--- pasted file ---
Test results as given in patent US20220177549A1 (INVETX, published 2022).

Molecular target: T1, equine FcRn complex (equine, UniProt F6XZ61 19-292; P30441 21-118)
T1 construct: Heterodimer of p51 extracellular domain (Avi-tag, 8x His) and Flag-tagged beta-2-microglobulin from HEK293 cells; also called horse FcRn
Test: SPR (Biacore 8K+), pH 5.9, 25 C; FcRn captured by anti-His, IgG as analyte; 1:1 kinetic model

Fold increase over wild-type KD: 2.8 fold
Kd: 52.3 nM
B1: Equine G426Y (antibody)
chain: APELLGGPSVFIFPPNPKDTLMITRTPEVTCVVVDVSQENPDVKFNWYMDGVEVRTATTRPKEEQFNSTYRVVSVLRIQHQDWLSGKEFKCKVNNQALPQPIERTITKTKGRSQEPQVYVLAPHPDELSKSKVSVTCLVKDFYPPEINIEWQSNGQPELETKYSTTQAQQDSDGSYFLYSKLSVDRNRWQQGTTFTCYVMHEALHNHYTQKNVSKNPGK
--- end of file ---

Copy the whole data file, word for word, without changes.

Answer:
Test results as given in patent US20220177549A1 (INVETX, published 2022).

Molecular target: T1, equine FcRn complex (equine, UniProt F6XZ61 19-292; P30441 21-118)
T1 construct: Heterodimer of p51 extracellular domain (Avi-tag, 8x His) and Flag-tagged beta-2-microglobulin from HEK293 cells; also called horse FcRn
Test: SPR (Biacore 8K+), pH 5.9, 25 C; FcRn captured by anti-His, IgG as analyte; 1:1 kinetic model

Fold increase over wild-type KD: 2.8 fold
Kd: 52.3 nM
B1: Equine G426Y (antibody)
chain: APELLGGPSVFIFPPNPKDTLMITRTPEVTCVVVDVSQENPDVKFNWYMDGVEVRTATTRPKEEQFNSTYRVVSVLRIQHQDWLSGKEFKCKVNNQALPQPIERTITKTKGRSQEPQVYVLAPHPDELSKSKVSVTCLVKDFYPPEINIEWQSNGQPELETKYSTTQAQQDSDGSYFLYSKLSVDRNRWQQGTTFTCYVMHEALHNHYTQKNVSKNPGK